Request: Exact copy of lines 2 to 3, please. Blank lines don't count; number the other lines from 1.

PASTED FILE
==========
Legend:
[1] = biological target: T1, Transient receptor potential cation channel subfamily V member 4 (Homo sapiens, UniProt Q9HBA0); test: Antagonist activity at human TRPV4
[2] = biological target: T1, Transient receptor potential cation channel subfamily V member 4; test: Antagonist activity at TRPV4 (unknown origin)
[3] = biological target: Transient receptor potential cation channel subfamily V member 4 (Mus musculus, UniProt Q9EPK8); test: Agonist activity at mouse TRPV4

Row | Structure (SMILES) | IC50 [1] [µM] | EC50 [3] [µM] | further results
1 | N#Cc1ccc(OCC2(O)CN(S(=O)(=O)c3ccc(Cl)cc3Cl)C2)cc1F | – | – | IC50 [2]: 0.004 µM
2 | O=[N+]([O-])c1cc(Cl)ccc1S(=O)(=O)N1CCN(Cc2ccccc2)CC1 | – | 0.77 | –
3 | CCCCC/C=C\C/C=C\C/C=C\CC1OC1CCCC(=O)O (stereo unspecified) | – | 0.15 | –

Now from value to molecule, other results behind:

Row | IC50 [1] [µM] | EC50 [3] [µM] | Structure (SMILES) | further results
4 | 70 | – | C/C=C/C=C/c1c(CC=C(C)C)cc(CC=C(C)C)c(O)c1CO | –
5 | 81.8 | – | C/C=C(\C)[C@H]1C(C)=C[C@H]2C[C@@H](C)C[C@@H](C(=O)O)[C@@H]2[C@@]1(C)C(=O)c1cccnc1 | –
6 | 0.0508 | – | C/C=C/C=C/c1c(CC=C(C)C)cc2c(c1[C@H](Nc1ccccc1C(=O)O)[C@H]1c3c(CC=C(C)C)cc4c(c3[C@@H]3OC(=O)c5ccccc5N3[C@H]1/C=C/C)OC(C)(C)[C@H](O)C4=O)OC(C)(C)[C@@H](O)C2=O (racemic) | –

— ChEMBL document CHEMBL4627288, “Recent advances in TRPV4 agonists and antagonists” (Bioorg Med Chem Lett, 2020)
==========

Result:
[1] = biological target: T1, Transient receptor potential cation channel subfamily V member 4 (Homo sapiens, UniProt Q9HBA0); test: Antagonist activity at human TRPV4
[2] = biological target: T1, Transient receptor potential cation channel subfamily V member 4; test: Antagonist activity at TRPV4 (unknown origin)